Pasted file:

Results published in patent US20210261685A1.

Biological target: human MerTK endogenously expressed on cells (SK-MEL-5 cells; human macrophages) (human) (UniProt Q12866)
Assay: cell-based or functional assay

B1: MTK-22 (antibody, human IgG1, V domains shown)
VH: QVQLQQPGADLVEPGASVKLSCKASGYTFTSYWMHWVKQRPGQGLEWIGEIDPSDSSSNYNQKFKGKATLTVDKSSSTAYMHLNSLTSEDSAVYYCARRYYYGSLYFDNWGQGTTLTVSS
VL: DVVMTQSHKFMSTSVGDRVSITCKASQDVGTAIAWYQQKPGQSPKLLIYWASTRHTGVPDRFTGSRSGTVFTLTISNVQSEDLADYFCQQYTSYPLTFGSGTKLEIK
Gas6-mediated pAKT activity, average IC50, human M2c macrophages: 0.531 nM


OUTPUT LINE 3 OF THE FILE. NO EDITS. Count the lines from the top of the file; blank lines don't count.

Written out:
Assay: cell-based or functional assay